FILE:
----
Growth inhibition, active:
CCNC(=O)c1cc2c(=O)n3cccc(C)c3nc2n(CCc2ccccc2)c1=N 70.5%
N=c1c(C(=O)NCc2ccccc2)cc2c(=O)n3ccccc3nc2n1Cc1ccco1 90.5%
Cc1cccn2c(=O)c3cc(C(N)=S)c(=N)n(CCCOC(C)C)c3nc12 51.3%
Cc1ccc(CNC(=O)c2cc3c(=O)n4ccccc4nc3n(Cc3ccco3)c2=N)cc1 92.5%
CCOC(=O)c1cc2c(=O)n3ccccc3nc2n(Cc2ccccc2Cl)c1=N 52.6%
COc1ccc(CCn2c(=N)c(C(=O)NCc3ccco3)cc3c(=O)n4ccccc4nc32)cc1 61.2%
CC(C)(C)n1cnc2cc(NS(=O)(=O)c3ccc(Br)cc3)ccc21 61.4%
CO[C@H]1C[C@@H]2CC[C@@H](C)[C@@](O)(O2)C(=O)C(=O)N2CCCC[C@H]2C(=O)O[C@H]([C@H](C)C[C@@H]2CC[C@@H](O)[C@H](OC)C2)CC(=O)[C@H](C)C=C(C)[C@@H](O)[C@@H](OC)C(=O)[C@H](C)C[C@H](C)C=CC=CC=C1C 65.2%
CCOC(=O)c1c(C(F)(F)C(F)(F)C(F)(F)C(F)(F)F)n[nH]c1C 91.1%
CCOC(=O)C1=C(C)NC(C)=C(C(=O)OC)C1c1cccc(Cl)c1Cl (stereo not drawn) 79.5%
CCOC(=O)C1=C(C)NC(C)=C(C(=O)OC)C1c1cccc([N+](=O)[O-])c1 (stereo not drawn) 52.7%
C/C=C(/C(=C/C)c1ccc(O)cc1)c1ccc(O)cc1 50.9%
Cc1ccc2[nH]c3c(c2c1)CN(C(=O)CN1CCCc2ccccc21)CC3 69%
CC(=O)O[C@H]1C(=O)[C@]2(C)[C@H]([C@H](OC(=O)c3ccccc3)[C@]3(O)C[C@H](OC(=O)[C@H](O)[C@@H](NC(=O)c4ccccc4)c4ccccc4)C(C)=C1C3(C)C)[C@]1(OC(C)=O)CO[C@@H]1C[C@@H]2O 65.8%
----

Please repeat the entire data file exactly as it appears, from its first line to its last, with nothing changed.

Growth inhibition, active:
CCNC(=O)c1cc2c(=O)n3cccc(C)c3nc2n(CCc2ccccc2)c1=N 70.5%
N=c1c(C(=O)NCc2ccccc2)cc2c(=O)n3ccccc3nc2n1Cc1ccco1 90.5%
Cc1cccn2c(=O)c3cc(C(N)=S)c(=N)n(CCCOC(C)C)c3nc12 51.3%
Cc1ccc(CNC(=O)c2cc3c(=O)n4ccccc4nc3n(Cc3ccco3)c2=N)cc1 92.5%
CCOC(=O)c1cc2c(=O)n3ccccc3nc2n(Cc2ccccc2Cl)c1=N 52.6%
COc1ccc(CCn2c(=N)c(C(=O)NCc3ccco3)cc3c(=O)n4ccccc4nc32)cc1 61.2%
CC(C)(C)n1cnc2cc(NS(=O)(=O)c3ccc(Br)cc3)ccc21 61.4%
CO[C@H]1C[C@@H]2CC[C@@H](C)[C@@](O)(O2)C(=O)C(=O)N2CCCC[C@H]2C(=O)O[C@H]([C@H](C)C[C@@H]2CC[C@@H](O)[C@H](OC)C2)CC(=O)[C@H](C)C=C(C)[C@@H](O)[C@@H](OC)C(=O)[C@H](C)C[C@H](C)C=CC=CC=C1C 65.2%
CCOC(=O)c1c(C(F)(F)C(F)(F)C(F)(F)C(F)(F)F)n[nH]c1C 91.1%
CCOC(=O)C1=C(C)NC(C)=C(C(=O)OC)C1c1cccc(Cl)c1Cl (stereo not drawn) 79.5%
CCOC(=O)C1=C(C)NC(C)=C(C(=O)OC)C1c1cccc([N+](=O)[O-])c1 (stereo not drawn) 52.7%
C/C=C(/C(=C/C)c1ccc(O)cc1)c1ccc(O)cc1 50.9%
Cc1ccc2[nH]c3c(c2c1)CN(C(=O)CN1CCCc2ccccc21)CC3 69%
CC(=O)O[C@H]1C(=O)[C@]2(C)[C@H]([C@H](OC(=O)c3ccccc3)[C@]3(O)C[C@H](OC(=O)[C@H](O)[C@@H](NC(=O)c4ccccc4)c4ccccc4)C(C)=C1C3(C)C)[C@]1(OC(C)=O)CO[C@@H]1C[C@@H]2O 65.8%